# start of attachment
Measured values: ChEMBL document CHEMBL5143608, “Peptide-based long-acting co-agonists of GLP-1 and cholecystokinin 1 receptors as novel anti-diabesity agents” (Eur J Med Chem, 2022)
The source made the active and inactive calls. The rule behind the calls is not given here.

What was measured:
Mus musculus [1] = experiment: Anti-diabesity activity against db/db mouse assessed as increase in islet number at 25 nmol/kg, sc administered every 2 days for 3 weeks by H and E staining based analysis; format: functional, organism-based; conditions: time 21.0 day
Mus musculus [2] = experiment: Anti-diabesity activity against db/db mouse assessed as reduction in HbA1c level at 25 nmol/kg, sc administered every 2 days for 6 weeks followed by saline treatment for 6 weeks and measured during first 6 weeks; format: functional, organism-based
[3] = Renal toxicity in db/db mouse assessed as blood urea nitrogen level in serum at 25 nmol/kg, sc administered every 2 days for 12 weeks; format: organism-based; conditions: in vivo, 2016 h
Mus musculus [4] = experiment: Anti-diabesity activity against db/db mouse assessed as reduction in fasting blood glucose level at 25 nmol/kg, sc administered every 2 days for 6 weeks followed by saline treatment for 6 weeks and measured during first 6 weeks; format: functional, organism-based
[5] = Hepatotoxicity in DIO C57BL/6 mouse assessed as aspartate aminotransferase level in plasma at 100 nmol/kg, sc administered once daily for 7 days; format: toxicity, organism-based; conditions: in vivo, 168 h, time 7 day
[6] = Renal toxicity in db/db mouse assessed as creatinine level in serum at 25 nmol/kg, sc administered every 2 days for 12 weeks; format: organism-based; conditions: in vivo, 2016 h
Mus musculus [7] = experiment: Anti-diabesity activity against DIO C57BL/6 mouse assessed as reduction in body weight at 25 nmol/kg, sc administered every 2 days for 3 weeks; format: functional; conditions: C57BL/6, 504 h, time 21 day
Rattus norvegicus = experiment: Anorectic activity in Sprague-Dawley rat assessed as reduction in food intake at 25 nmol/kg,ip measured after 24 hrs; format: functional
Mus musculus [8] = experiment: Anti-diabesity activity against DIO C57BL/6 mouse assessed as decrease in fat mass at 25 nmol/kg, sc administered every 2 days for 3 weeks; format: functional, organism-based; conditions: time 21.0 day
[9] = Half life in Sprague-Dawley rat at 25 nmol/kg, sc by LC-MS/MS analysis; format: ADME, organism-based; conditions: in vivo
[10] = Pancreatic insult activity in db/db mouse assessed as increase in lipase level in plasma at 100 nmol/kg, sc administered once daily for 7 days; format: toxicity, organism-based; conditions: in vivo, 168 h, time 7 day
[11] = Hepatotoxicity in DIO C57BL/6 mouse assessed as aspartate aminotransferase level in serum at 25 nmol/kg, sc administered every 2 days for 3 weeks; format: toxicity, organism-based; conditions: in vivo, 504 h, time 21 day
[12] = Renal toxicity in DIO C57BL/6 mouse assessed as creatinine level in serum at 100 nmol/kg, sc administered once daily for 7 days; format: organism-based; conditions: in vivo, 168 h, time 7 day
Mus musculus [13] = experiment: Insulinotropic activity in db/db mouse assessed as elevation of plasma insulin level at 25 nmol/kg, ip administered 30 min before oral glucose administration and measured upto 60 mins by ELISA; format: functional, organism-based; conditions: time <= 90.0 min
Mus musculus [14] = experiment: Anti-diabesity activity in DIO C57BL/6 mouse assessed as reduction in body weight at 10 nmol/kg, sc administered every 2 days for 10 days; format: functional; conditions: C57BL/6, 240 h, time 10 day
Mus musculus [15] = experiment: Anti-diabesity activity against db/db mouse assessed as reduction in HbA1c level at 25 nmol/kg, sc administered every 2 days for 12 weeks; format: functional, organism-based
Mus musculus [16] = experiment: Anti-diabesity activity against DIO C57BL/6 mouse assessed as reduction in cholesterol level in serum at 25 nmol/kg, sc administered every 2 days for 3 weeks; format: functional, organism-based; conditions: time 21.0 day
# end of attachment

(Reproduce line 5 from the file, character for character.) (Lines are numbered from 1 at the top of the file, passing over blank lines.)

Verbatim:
Mus musculus [2] = experiment: Anti-diabesity activity against db/db mouse assessed as reduction in HbA1c level at 25 nmol/kg, sc administered every 2 days for 6 weeks followed by saline treatment for 6 weeks and measured during first 6 weeks; format: functional, organism-based